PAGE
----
country's black-owned construction companies, said contracts should be
awarded to "competent people" but the tendering process needed better

"Where people start asking questions is when a company comes up with a
higher bid but still wins the contract, or when the bid is very low but
there is no bid bond," ZBCA president George Utaumire told StandardBusiness
last week.

A bid bond binds a company to its offer and the bidder is penalised if they
adjust or withdraw their offer.

Utaumire however responded with caution to industry concern that local firms
were being crowded out by the Chinese contractors, saying the threat to
local industry was not yet cause for alarm.

"We are convinced there is a trick here. They indicate the least price on
tender bids but make up for the actual price and profit in the variations
allowed in contract agreements due to cost fluctuations," a contractor said.

Most recently, Chinese company China Giansu was awarded a tender for the
construction of Lupane Provincial Hospital.

Documents show that the company underbid the lowest offer of $106 billion by
$7,8 billion. China Giansu last year also won a deal to build the Lupane
Government Composite office block. The company's winning bid was not covered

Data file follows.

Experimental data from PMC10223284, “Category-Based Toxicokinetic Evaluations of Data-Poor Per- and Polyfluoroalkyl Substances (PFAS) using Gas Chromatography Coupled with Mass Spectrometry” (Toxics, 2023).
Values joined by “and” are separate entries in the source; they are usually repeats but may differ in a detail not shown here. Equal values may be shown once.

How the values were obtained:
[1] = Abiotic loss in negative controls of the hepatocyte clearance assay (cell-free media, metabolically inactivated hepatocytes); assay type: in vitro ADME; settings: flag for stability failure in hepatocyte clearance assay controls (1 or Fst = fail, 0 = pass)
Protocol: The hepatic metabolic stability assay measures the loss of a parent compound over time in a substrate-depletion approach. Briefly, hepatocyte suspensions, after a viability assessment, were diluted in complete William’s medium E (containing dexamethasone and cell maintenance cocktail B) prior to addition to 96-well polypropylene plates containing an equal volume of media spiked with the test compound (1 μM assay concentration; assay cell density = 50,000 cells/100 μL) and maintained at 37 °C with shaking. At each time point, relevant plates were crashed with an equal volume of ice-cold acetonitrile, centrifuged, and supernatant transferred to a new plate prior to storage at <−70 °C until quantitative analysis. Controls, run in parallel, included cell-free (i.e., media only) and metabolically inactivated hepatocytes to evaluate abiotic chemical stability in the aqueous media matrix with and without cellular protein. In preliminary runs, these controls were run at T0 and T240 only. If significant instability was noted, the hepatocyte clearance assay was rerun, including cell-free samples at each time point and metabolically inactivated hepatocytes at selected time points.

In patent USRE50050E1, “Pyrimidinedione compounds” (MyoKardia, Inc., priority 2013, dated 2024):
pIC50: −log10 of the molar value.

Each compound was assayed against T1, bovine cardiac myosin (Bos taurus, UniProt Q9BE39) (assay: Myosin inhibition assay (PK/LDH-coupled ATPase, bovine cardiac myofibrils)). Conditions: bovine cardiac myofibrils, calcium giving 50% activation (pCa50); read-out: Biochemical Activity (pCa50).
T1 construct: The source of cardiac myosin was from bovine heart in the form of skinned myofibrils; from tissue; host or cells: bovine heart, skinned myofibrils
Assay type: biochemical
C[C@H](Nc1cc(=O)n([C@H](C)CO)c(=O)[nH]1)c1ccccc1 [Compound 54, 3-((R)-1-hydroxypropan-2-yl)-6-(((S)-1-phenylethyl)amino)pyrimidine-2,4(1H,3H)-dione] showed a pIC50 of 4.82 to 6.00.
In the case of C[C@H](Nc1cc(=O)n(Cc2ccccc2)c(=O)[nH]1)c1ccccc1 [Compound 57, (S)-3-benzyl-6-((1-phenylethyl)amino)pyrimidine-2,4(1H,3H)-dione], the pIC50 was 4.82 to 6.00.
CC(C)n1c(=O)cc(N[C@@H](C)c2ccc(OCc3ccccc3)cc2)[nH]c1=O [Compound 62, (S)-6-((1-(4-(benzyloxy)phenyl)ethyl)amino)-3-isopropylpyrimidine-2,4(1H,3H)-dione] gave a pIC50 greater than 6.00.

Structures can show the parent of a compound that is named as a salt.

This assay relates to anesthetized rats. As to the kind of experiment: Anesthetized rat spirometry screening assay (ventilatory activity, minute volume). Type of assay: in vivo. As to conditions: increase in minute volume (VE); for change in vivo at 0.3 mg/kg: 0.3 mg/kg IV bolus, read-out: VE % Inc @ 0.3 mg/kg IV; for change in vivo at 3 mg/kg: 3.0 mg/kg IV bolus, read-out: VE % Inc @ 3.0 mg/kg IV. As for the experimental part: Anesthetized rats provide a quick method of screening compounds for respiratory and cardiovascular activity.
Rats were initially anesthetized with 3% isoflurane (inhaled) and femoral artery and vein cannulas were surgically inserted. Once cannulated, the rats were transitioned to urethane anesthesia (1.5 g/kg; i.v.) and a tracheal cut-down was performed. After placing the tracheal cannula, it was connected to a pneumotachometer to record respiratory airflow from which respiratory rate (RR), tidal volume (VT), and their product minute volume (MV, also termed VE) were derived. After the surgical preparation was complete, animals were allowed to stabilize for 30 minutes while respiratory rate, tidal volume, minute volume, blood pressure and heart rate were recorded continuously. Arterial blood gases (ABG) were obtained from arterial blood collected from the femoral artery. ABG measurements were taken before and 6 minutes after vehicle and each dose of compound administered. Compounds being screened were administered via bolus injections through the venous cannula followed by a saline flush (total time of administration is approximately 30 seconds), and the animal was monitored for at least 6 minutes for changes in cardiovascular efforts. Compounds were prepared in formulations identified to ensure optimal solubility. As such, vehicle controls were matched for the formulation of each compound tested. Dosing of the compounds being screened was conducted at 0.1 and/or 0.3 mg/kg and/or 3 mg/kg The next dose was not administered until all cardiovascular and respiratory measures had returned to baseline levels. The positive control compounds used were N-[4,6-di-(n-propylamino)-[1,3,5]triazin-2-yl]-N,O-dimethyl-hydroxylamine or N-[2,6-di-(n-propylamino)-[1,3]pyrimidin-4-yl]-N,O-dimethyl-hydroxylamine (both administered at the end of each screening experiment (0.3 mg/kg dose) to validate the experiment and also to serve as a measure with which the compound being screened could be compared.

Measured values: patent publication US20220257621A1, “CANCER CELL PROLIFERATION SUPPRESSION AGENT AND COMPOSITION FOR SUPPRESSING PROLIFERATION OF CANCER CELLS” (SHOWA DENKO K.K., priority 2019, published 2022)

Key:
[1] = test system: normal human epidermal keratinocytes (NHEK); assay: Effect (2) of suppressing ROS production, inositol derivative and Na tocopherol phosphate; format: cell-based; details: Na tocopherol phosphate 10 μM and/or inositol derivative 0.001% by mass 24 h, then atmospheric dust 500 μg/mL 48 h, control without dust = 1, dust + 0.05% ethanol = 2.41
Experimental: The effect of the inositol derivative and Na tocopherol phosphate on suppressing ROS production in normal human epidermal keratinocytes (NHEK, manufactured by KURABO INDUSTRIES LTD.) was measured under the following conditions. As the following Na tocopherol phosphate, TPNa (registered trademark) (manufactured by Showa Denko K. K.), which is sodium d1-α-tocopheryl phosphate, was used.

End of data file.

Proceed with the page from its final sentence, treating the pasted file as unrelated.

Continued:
by a bid bond.

Another Chinese company, Hualong, has been awarded a contract to supply
relocatable scanners to ZIMRA at the Beitbridge Border Post.

Hualong is also reportedly leading bids for the construction of the Chinhoyi
Magistrates' Court, after putting in a bid that was $3,6 billion lower than
the lowest bid of $21,1 billion.

Officials in the construction industry last week said they suspect the
companies could be part of a single syndicate. There was no comment from the
Procurement Board last week.

The government has also recently made tax concessions to cement maker Sino
Zimbabwe, a Zimbabwe-China joint venture, exempting the company from
non-residents' tax on fees.
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Zim Standard

Our Government discourages voluntarism
Sundaytalk with Pius Wakatama

FOR more than a year I and many of my neighbours cursed the responsible
authority for not doing something about the potholes on our main road,
Tynwald Avenue.